Artist yearns to teach his skills to others

Published Feb 17, 2011


AS a herd boy living in rural KwaZulu-Natal he would decorate his staff with beautiful carvings, humbly unaware of his artistic talent.

It was only when renowned linocut artist William Zulu reached Standard 2 (Grade 4) that he befriended a boy who loved to draw and so began his first formal encounter with art.

“As a herd boy I decorated my staff and I used to make clay bulls just to keep myself busy. I didn’t know that it was called art.

“From Standard 2 I started drawing like my friend and I remember in Standard 3 that I illustrated a poem we learned in school, but I still didn’t know that art could be a career,” he explained.

In 1973 Zulu contracted tuberculosis and spent two years at the Charles Johnson Memorial Hospital in Nqutu.

It was there that he learnt his destiny was to be an artist.

Zulu used to sketch portraits of the African leaders whose photographs he’d come across in books and magazines.

After reading about Mangosuthu Buthelezi in a newspaper one day, Zulu sketched the IFP leader and it was this picture that caught the eye of his physiotherapist.

“The book was lying on the bed and my physio saw it and said I was talented. That was the first time I heard about this thing called art,” he said.

Zulu had much to think about and made the tough decision to study art.

“It was a challenge to me. I was 20 years old and because of the TB I was paralysed from the waist down and in a wheelchair.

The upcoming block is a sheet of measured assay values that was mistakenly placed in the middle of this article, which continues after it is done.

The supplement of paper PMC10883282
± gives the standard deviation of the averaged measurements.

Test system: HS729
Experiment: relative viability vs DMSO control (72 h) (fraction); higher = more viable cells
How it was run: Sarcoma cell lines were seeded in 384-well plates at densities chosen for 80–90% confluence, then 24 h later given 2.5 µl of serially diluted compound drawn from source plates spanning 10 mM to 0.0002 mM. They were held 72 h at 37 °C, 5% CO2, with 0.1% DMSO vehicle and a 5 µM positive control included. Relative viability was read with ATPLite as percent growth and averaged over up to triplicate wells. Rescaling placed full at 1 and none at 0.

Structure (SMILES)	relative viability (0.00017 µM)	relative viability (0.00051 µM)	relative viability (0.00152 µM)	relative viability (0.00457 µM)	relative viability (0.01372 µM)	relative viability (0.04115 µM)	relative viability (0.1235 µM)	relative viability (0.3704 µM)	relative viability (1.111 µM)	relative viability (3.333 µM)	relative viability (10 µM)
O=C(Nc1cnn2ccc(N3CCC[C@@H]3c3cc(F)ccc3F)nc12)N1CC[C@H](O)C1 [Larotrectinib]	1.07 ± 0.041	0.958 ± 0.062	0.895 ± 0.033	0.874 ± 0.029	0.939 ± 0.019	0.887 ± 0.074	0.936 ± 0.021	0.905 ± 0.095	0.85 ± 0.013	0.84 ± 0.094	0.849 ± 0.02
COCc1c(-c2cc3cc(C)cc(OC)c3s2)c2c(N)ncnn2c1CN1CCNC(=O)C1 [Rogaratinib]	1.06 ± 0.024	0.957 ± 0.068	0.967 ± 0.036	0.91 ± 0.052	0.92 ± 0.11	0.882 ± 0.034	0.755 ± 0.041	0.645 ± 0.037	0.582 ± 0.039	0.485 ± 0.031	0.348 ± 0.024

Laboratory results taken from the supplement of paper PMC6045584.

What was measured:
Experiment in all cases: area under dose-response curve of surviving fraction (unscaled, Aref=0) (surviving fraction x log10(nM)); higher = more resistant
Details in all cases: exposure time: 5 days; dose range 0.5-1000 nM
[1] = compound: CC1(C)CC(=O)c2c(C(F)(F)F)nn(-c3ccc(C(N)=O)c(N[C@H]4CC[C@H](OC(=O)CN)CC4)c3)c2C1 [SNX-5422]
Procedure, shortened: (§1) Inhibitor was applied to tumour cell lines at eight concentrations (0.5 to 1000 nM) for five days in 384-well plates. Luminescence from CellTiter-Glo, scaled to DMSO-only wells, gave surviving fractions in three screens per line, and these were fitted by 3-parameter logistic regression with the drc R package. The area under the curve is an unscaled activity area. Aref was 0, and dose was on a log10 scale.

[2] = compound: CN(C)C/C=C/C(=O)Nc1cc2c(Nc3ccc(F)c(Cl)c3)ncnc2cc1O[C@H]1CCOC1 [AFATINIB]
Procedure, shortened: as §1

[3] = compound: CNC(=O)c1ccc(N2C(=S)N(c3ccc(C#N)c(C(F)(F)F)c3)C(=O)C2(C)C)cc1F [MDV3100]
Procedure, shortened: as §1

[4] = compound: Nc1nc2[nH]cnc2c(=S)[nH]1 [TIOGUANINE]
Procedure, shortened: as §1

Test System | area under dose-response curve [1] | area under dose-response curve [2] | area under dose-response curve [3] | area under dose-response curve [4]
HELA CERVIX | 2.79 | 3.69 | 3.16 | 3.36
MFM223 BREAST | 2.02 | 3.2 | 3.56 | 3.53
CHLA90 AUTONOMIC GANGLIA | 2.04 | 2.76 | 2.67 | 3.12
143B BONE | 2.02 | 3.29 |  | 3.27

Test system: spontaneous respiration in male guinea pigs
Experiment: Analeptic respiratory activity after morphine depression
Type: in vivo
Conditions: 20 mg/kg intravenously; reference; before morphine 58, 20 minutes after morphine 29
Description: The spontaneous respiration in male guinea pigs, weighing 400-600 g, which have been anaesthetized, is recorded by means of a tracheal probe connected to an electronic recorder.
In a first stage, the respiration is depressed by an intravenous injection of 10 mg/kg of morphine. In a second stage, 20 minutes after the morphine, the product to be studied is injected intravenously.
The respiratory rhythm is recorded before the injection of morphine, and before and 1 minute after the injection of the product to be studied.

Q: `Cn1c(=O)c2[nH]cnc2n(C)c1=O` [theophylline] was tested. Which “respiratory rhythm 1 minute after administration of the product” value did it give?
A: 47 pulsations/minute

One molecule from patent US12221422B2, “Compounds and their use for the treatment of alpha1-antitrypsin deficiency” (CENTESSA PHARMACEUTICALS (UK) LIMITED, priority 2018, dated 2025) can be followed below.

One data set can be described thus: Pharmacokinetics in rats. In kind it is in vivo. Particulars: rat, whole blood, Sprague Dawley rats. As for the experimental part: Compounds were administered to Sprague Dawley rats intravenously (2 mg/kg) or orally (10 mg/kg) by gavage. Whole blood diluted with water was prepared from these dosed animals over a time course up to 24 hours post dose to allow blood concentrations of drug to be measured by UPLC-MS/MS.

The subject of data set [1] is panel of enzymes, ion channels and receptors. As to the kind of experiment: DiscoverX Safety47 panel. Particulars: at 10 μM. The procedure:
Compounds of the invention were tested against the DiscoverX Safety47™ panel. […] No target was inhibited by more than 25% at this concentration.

“Being disabled in that era was already a difficult thing in the community and I had to decide whether I should go back to school to complete my formal schooling or go to art school.

“But I trusted (the physiotherapist) Cindy Hamilton, so I decided to go to art school.”

And that choice marked the beginning of Zulu’s long and successful career.

He enrolled at the ELC Art and Craft Centre at Rorke’s Drift. After finishing his studies he completed his formal schooling.

But it was only in 1986 that Zulu’s works started selling. In 1991, an invitation to participate in his first international exhibition (celebrating the unification of East and West Germany) was a significant turning point for the artist.

“Artists are commentators of the situations of the time. So my earlier works were of the revolutionary era, there was that consciousness to it, narrative works. So in a way I ended up being a social and political commentator through my art.

“Today I still observe what is happening around me, which influences my work.”

Zulu believes art is relevant to the expression of people and is concerned that it is dwindling, particularly in rural areas.

“It is unfortunate that art is not encouraged among the youth in rural areas, like here in Vryheid (where he lives). There is a lack of cultural centres where people can develop artistically.

“Arts development initiatives seem to be more focused on cultural dancing. Little effort is put into developing visual art and theatre.

“I look around and for many years I have had the same concern – that I will die here at my home with my skill and not pass it on to anyone.”

lZulu’s work is on show and for sale at the African Art Centre. For info call Sharon Crampton at 031 312 3805.

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